I capped my 2013 with a family trip to my parents’ hometowns in the province of Pangasinan, among the highlights of which was our visit to the town of Bolinao to see its famed beach and century-old lighthouse.
While I was looking forward to the beach time, of course, I got even more ecstatic when I learned that I’d have the chance to see the beautiful Cape Bolinao Lighthouse up close. If you still remember, I have this goal to see as many old and historic lighthouses in the Philippines as I can in my lifetime. So, when my family started planning a week-long trip in the province of Pangasinan after Christmas, I insisted that we go to Bolinao for the beach and the lighthouse.
Perched 351 feet above sea level on the rocky hill of Punta Piedra Point, the 101 feet high Cape Bolinao Lighthouse is among the stops of travelers visiting the town of Bolinao. It’s one of the sights that welcome visitors heading to the famous Patar Beach. Built in 1905 by American, British, and Filipino engineers, the lighthouse continues to guide boats and ships sailing along Cape Bolinao in Western Pangasinan to this day. Light emitted by the tower is visible for up to 20 miles into the sea, towards the lighthouse at Poro Point in San Fernando, La Union.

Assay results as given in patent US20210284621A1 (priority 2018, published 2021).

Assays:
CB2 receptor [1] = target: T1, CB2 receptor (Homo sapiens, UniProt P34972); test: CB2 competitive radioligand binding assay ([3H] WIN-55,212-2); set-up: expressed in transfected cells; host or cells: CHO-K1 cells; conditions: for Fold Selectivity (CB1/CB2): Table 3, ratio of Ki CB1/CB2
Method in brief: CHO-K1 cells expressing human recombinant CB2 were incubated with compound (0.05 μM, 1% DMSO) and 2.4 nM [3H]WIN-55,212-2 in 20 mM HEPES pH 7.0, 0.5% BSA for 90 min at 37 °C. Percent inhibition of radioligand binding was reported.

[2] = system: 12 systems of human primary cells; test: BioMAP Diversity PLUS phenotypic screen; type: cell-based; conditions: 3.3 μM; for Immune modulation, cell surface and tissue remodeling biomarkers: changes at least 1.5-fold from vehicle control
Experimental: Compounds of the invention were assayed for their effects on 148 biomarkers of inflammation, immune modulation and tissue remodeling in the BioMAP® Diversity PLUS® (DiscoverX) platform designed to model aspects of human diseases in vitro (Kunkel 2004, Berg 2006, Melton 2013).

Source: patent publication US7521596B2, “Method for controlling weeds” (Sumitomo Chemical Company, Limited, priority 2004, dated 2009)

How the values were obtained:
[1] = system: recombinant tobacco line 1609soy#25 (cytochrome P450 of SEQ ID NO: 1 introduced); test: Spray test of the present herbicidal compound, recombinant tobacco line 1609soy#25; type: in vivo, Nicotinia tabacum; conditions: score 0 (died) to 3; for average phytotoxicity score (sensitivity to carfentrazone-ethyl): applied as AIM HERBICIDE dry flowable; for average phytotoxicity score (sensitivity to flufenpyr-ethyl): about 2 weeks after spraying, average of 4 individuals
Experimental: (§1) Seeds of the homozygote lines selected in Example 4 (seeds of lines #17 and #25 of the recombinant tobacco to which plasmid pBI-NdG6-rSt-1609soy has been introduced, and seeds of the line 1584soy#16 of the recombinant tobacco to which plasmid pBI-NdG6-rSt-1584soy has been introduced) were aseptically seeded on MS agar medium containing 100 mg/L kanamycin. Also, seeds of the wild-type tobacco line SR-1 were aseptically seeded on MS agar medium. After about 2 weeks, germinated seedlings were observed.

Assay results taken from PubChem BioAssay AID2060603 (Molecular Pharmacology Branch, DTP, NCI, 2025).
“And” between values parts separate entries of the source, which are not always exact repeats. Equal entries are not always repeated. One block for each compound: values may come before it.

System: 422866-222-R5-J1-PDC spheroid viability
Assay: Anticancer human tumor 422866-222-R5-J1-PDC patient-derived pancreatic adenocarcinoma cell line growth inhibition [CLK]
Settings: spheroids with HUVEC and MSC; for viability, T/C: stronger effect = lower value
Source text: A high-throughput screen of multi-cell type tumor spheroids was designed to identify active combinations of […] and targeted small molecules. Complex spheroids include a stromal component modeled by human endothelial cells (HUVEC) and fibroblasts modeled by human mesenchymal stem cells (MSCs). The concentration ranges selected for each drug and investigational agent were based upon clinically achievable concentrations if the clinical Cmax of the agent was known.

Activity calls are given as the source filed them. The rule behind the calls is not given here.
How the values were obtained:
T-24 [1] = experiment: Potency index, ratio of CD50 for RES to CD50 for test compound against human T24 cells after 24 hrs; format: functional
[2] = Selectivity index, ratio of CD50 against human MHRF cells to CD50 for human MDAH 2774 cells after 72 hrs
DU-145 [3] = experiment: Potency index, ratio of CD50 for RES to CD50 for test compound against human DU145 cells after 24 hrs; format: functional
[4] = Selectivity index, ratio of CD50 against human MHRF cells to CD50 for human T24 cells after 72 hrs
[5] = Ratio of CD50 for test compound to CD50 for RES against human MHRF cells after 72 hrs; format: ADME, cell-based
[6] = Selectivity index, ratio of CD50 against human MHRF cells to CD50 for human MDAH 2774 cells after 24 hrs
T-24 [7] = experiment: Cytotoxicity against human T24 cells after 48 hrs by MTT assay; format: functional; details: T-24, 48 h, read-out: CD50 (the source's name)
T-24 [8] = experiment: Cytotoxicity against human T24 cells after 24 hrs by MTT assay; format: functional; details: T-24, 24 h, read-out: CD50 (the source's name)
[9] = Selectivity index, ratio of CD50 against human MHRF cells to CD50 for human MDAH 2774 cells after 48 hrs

The lighthouse was equipped with a third-order Fresnel lens from England, while the lantern with kicks came from France. The lighthouse apparatus was powered by kerosene in the first 80 years of its operation, then by electricity/batteries until 2004, and now by solar panels donated by Japan.
Next to the towering lighthouse is the ruins of the administration building built in March 1968, its roof torn off by a typhoon in 2009. Why it remains in shambles is beyond me — I agree with some of my fellow travelers who think it would be a great idea to repair it and put there some souvenir shops or even a small cafe. The view of Cape Bolinao and the sprawling hectares of greenery is simply a perfect backdrop while enjoying some coffee and sandwiches!